Posted in Folk Belief, Luciferianism, Other, Paganism, The Path of Flames with tags , , , , , , , , on February 2, 2014 by Sypheara

To everyone reading this, firstly I’d like to wish you happy Imbolc! Sorry the post is  a bit late, but I got caught up in my own workings.

Imbolc marks the beginning of spring, when the solar fires once again begin to return and winters grip begins to loosen.  It certainly hasn’t felt that way in England as of yet! A mild but constantly rainy weather pattern seen this be a very strange January, and  I can only hope that going forward it will calm down allowing for more workings outside to be performed. Although it can’t be said to be unwelcome, keeping everywhere around here relatively warm.

The cross quarter sabbats, are for me, emphasised more than the solstices. The liminality, the crossing points, are for me the times were I seem to combine solitary work with celebrating the event with the wider pagan community. This is something, as a solitary practitioner, I seldom do but feel is essential to prevent myself from falling into a disconnected state.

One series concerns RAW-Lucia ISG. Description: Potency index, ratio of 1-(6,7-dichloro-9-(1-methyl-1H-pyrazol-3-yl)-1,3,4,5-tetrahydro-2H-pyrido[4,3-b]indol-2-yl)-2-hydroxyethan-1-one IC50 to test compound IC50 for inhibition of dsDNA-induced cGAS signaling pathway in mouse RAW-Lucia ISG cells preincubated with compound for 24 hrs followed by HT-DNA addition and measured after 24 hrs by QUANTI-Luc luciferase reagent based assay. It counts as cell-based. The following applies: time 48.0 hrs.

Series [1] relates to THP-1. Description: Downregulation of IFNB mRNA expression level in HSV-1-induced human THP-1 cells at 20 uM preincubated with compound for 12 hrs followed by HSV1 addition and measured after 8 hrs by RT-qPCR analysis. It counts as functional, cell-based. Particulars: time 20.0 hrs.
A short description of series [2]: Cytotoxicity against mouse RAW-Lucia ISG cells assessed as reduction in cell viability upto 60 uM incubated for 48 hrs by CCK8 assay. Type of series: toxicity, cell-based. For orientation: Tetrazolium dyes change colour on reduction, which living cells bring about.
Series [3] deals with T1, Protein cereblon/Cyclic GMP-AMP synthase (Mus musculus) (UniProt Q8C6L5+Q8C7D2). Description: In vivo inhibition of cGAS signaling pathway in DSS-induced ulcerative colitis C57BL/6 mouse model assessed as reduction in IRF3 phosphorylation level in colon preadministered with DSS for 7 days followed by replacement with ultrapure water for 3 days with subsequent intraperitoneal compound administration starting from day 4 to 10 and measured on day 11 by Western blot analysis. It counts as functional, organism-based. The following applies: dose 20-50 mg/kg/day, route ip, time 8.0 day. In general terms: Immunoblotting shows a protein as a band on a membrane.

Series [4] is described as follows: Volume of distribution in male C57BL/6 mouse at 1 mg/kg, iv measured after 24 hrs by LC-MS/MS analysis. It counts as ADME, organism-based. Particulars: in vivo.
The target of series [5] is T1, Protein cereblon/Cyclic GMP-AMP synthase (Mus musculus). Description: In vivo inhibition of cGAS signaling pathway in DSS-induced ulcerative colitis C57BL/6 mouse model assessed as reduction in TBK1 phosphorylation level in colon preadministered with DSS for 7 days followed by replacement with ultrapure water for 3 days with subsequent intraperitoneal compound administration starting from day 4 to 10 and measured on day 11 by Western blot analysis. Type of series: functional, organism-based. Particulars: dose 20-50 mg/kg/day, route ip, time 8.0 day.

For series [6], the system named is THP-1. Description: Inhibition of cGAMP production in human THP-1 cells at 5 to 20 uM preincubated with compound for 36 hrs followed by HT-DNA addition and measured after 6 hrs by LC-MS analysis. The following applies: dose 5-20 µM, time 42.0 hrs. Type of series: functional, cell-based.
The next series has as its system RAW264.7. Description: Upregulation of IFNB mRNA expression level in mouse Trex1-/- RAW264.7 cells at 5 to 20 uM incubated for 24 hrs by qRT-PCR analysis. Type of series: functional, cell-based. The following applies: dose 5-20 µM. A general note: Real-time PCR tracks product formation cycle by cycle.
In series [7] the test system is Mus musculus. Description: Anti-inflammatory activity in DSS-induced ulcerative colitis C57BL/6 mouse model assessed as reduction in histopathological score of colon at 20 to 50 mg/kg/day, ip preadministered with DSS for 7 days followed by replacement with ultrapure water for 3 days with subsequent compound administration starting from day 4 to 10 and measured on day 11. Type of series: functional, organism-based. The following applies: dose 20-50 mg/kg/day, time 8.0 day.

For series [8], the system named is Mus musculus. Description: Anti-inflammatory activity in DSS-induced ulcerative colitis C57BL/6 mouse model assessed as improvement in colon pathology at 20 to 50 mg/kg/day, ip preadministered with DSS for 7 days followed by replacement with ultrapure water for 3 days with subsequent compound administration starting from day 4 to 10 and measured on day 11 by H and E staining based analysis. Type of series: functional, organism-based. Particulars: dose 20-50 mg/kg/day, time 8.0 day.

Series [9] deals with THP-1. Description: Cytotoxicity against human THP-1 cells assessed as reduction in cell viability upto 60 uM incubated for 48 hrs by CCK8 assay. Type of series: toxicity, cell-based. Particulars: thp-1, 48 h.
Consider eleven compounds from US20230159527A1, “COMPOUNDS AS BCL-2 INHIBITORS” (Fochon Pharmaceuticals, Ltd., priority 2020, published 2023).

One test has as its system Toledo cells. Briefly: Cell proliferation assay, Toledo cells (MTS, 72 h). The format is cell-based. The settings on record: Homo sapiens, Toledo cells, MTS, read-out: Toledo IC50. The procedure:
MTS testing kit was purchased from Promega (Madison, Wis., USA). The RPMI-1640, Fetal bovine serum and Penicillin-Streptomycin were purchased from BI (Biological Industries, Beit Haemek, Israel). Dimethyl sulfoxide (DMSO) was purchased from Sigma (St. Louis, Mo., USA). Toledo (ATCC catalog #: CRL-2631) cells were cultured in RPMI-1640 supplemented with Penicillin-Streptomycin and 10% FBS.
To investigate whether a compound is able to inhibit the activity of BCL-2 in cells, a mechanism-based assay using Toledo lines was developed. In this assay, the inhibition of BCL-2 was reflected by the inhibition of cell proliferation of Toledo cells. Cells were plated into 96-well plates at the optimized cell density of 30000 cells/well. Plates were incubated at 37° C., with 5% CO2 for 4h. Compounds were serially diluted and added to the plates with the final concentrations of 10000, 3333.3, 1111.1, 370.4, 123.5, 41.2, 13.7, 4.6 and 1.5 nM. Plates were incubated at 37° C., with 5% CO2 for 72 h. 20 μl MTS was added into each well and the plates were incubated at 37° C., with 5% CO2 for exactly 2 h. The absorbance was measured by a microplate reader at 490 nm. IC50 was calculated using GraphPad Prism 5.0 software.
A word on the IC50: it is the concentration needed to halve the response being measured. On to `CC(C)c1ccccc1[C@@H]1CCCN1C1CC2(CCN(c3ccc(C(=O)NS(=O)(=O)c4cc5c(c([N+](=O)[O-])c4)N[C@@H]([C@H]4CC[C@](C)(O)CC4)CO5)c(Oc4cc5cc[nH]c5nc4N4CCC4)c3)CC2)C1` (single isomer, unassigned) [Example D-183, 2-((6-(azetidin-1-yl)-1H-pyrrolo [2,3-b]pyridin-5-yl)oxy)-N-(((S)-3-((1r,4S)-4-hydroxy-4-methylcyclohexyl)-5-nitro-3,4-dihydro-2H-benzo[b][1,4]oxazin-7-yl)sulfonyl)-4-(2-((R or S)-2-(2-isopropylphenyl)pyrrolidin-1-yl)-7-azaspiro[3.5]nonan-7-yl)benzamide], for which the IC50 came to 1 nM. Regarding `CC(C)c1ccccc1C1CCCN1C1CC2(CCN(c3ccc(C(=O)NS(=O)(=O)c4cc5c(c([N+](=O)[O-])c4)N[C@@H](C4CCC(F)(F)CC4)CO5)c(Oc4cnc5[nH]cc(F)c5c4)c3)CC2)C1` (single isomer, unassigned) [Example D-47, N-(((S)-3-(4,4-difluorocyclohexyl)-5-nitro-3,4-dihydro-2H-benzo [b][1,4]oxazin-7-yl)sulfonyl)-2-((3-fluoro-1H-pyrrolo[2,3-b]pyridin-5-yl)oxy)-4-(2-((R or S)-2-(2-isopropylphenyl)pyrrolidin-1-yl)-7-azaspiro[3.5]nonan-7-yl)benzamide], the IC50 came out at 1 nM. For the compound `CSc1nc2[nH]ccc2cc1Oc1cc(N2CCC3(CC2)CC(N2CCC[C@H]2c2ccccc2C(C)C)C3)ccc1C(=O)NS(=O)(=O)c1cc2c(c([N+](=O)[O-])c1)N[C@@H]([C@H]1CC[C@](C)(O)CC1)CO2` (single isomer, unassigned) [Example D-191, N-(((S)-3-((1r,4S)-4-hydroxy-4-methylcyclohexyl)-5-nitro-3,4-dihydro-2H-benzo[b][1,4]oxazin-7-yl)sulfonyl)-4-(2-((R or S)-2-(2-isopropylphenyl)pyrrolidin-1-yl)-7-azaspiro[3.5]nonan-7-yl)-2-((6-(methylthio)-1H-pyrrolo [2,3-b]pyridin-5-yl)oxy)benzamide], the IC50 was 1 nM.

I often get asked if there is a reason behind this, in an objective fashion, but it simply more of a personal preference that for me. The answer I often give is simple.  The solstices and equinoxes become more of a personal experience for me, simply due to practicality. Not as a rule but as a guide, using the cross quarter days for communal and introspective work, and the quarter days for more workings with an objective, it allows for multiple expressions of my practice where  the staggering of priorities encourages me to take part in all of the Sabbats on some level. Not out of only a sense of duty, but missing out! Of course this isn’t roughly stuck to – if I feel prodded in a certain direction, I roll with it and do workings or rituals or whatever as required.

I participated in an interesting ritual the night before Imbolc which revolved around the Goddess Brighid and the Spirit of the Swan. This involved a guided meditation of a journey to a lake, where upon the Swan would be met, and a message potentially received.

For me it was rather interesting, and played out far differently that I could have expected. I entered a forest from the minds eye that was filled with silver light. The trees and the land itself seem infused with silver, and I felt of reduced weight. It wasn’t long before I reached a lake – the lake was a deep, sapphire blue, in vivid contrast to that of the surrounding land. On it, a swan swam, xrayed, it’s skeleton viewable through its skin. It flickered between this and a more solid corporeal appearance, as it swam towards me.